R.L. “Pete” Turner October 30, 2010
WALNUT MARKET/CROP REPORT
Due to this years late harvest, it is believed the packers to date have only received about 75 percent of the crop. Of the 25 percent yet to be received, about 80 percent are Chandlers.
Most of the industry feels this year’s almost perfect growing season will produce a “bumper” crop, but not the 510,000 tons projected by The National Agriculture Statistical Service (NASS). Of the major varieties received so far, the Harley and Tulare tonnage appears to be about the same as last year, with the Serr’s and Howards ahead of last years numbers. The big question mark is the Chandlers as we still have about 20 percent of the tonnage yet to come in. Never-the-less, I don’t believe this will be enough to take the crop to NASS’s projection of 510,000 tons.
Most of the industry now believe the crop will be much closer to the Handlers “subjective” estimate of 473,000 tons rather than NASS’s 510,000 tons. Right now, and for a lack of a better number, I’m going with 480,000 tons.
As projected, the crop was at least 15 days later than normal which put a lot of pressure on the growers and hullers to handle the peak harvest period. In spite of this, they seem to have met the challenge as the packers received record tonnage during the first two weeks of October. However, we received up to 2 inches of rain earlier this week and another storm just passed through. This should not have an effect on the quality as the rains are expected to end today making it possible for the growers to get back in the field on Monday.
Also, as projected, the nut size on all varieties was much smaller than normal. This caused most packers to go to a lower percentage of larger sizes for their inshell packs. Thus, most of the Chandlers, Howards and Tulare’s were sold as 70/30 percent Jumbo/Large and the Hartley’s at 80/20 percentage Jumbo/Large. The size issue could cause some problems with some of the early bookings that called for Jumbo size packs.
The good news is the quality of this year’s crop has been excellent with very low defects. The meat yields were higher than normal (even the Harleys) and the percentage of light kernels were also higher than normal.
As expected, September numbers were down with shipments of only 20,828 tons (inshell equivalent) compared to 31,000 tons last year. The low shipments were caused from the late crop and lower than normal carry-over tonnage from the 2009 crop. However, I believe the October shipping numbers will be well over last year’s record of 87,000 tons.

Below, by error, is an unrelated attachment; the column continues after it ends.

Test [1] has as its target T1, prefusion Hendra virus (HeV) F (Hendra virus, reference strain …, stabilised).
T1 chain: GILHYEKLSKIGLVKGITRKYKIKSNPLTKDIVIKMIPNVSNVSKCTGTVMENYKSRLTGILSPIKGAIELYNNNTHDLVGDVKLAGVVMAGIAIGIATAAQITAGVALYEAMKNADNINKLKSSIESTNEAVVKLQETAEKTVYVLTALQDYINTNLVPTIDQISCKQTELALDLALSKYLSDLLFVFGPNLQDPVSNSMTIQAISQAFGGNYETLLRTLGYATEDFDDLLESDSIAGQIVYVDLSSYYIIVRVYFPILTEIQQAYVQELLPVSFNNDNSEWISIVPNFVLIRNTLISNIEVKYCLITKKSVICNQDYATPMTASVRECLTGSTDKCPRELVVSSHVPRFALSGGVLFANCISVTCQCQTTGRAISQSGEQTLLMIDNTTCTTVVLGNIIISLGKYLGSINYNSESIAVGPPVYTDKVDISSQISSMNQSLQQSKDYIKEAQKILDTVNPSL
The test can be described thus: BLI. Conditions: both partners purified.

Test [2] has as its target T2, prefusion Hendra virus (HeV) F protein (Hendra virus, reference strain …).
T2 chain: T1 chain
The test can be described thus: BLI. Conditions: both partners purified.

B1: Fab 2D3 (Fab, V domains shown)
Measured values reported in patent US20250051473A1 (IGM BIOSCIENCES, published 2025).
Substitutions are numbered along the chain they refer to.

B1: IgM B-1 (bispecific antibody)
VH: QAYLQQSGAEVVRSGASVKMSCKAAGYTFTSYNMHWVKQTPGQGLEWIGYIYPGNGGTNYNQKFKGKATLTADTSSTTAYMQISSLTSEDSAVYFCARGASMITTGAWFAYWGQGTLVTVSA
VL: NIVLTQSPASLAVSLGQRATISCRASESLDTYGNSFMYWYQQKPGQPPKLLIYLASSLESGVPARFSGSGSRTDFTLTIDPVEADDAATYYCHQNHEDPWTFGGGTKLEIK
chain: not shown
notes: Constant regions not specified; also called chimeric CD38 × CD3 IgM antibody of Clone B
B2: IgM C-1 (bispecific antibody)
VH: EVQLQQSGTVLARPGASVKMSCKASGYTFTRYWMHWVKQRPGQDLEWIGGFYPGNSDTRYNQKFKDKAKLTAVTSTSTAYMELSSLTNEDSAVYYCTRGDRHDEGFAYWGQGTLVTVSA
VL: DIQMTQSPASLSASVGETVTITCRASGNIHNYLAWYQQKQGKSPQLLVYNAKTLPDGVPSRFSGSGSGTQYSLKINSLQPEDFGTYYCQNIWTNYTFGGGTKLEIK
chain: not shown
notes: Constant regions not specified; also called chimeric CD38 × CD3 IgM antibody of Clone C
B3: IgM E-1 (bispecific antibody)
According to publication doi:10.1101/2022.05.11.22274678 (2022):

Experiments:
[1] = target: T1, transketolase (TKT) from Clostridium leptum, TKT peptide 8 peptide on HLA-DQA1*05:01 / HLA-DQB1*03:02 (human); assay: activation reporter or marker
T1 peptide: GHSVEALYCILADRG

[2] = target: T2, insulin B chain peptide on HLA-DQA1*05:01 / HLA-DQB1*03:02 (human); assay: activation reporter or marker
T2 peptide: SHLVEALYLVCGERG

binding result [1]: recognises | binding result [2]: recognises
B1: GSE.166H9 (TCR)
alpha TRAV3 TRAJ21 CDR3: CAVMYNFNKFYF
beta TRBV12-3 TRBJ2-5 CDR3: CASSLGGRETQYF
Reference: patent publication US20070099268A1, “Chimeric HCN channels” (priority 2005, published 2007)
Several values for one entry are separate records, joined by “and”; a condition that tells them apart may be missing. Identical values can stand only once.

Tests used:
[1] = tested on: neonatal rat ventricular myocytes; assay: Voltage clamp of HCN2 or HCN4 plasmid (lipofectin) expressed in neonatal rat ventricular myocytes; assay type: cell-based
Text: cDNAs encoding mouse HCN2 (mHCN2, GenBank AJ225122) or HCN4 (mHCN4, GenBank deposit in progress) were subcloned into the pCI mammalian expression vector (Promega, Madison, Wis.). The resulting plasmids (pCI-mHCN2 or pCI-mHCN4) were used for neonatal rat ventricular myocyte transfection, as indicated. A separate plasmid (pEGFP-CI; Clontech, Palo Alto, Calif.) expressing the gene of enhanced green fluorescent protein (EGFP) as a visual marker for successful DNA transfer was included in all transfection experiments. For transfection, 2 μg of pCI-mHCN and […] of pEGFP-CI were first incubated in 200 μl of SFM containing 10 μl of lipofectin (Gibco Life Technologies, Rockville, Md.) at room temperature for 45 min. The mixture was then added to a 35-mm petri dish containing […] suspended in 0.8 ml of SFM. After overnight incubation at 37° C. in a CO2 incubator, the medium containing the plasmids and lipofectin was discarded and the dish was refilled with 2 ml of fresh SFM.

California Walnut Shipments Recap (000)
Month (Sept) 2009/10 Year to Date 2010/11 Year to Date Percent
In-shell (lbs.) 7,601 7,601 3,342 3,342 -56.0%
Shelled (lbs.) 24,325 24,325 16,667 16,667 -31.5%
(In-shell eqv.) 31,317 31,317 20,828 20,828 -33.5%
The industries opening prices apparently stimulated the market as prices started strengthen right from the start. Because of the late harvest, Europe jumped on the early inshell varieties as well as the Harleys in order to make vessel dates.
In addition, China started booking inshell shelling stock (Chandler/Howards/Tulare’s) and anything else that fell off the trees. Turkey followed with heavy bookings on the same shelling varieties. As of this date, trades into both of these markets continue to remain strong, thus creating a temporary inventory shortage, causing most packers to pull off the market. In addition, the packers are concerned about over booking, especially with the crop coming up shorter than expected.
This has created some confusion and disappointment in the domestic market as many buyers felt that pricing would weaken because of the record 510,000 crop. To date, this has not happen and in my opinion, the market will continue to strengthen. I base this assumption on the crop being smaller than the forecast and the extra strong demand coming from the China market.
In addition, two of the largest packers recently opened in Japan at $3.45 for Light Halves and Pieces; and at least one of them withdrew from the market last week. Also, the availability of Hartley’s seem to be getting tight as buyers are now jumping on the smaller sizes in order to meet their commitments.
I am always reluctant to put out current pricing, but here it is anyway:
Light Halves & Pieces $3.45 (opening $2.75)
Jumbo/Large Chandler In-shell $1.70 (opening $1.35)
Jumbo Hartley’s $1.48 (opening $1.25)
Please let me know if you have any questions.